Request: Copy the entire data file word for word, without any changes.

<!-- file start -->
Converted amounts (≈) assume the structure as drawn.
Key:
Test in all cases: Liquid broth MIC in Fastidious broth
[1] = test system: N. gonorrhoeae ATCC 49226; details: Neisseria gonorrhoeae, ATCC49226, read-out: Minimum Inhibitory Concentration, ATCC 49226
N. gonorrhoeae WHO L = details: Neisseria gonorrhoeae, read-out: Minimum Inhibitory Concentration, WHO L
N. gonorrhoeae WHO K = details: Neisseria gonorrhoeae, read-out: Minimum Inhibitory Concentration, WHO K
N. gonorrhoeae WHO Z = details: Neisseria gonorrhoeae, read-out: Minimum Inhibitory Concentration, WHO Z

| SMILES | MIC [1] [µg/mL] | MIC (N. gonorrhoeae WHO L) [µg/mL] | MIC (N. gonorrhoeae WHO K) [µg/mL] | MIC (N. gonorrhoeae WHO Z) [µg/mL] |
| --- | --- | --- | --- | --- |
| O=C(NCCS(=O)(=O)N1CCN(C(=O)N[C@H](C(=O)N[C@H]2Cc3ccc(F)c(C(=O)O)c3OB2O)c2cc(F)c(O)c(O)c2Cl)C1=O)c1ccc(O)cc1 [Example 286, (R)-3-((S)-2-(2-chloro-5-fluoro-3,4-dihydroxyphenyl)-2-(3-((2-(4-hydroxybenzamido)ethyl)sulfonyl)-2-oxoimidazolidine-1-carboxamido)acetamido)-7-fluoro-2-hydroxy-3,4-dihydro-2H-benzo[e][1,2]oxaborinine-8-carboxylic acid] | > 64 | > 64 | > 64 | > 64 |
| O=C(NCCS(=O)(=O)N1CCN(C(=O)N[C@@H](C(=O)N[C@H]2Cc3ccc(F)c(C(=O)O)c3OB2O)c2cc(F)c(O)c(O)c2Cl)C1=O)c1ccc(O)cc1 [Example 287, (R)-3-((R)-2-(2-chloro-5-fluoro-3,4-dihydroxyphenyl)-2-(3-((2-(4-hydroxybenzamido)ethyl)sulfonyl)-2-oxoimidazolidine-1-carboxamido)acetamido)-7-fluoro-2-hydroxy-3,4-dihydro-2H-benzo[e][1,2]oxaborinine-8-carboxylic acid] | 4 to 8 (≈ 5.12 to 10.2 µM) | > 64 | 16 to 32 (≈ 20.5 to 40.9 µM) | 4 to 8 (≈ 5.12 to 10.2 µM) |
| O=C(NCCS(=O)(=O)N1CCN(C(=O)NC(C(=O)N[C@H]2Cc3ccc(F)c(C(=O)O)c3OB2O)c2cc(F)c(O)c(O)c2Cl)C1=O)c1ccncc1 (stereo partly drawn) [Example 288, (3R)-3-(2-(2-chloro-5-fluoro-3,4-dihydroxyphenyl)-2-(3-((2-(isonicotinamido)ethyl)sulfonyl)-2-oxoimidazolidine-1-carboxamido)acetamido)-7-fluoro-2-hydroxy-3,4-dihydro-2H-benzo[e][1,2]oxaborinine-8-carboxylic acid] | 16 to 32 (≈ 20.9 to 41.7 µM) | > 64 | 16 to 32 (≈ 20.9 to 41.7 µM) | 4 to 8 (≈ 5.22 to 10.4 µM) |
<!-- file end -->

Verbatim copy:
Converted amounts (≈) assume the structure as drawn.
Key:
Test in all cases: Liquid broth MIC in Fastidious broth
[1] = test system: N. gonorrhoeae ATCC 49226; details: Neisseria gonorrhoeae, ATCC49226, read-out: Minimum Inhibitory Concentration, ATCC 49226
N. gonorrhoeae WHO L = details: Neisseria gonorrhoeae, read-out: Minimum Inhibitory Concentration, WHO L
N. gonorrhoeae WHO K = details: Neisseria gonorrhoeae, read-out: Minimum Inhibitory Concentration, WHO K
N. gonorrhoeae WHO Z = details: Neisseria gonorrhoeae, read-out: Minimum Inhibitory Concentration, WHO Z

| SMILES | MIC [1] [µg/mL] | MIC (N. gonorrhoeae WHO L) [µg/mL] | MIC (N. gonorrhoeae WHO K) [µg/mL] | MIC (N. gonorrhoeae WHO Z) [µg/mL] |
| --- | --- | --- | --- | --- |
| O=C(NCCS(=O)(=O)N1CCN(C(=O)N[C@H](C(=O)N[C@H]2Cc3ccc(F)c(C(=O)O)c3OB2O)c2cc(F)c(O)c(O)c2Cl)C1=O)c1ccc(O)cc1 [Example 286, (R)-3-((S)-2-(2-chloro-5-fluoro-3,4-dihydroxyphenyl)-2-(3-((2-(4-hydroxybenzamido)ethyl)sulfonyl)-2-oxoimidazolidine-1-carboxamido)acetamido)-7-fluoro-2-hydroxy-3,4-dihydro-2H-benzo[e][1,2]oxaborinine-8-carboxylic acid] | > 64 | > 64 | > 64 | > 64 |
| O=C(NCCS(=O)(=O)N1CCN(C(=O)N[C@@H](C(=O)N[C@H]2Cc3ccc(F)c(C(=O)O)c3OB2O)c2cc(F)c(O)c(O)c2Cl)C1=O)c1ccc(O)cc1 [Example 287, (R)-3-((R)-2-(2-chloro-5-fluoro-3,4-dihydroxyphenyl)-2-(3-((2-(4-hydroxybenzamido)ethyl)sulfonyl)-2-oxoimidazolidine-1-carboxamido)acetamido)-7-fluoro-2-hydroxy-3,4-dihydro-2H-benzo[e][1,2]oxaborinine-8-carboxylic acid] | 4 to 8 (≈ 5.12 to 10.2 µM) | > 64 | 16 to 32 (≈ 20.5 to 40.9 µM) | 4 to 8 (≈ 5.12 to 10.2 µM) |
| O=C(NCCS(=O)(=O)N1CCN(C(=O)NC(C(=O)N[C@H]2Cc3ccc(F)c(C(=O)O)c3OB2O)c2cc(F)c(O)c(O)c2Cl)C1=O)c1ccncc1 (stereo partly drawn) [Example 288, (3R)-3-(2-(2-chloro-5-fluoro-3,4-dihydroxyphenyl)-2-(3-((2-(isonicotinamido)ethyl)sulfonyl)-2-oxoimidazolidine-1-carboxamido)acetamido)-7-fluoro-2-hydroxy-3,4-dihydro-2H-benzo[e][1,2]oxaborinine-8-carboxylic acid] | 16 to 32 (≈ 20.9 to 41.7 µM) | > 64 | 16 to 32 (≈ 20.9 to 41.7 µM) | 4 to 8 (≈ 5.22 to 10.4 µM) |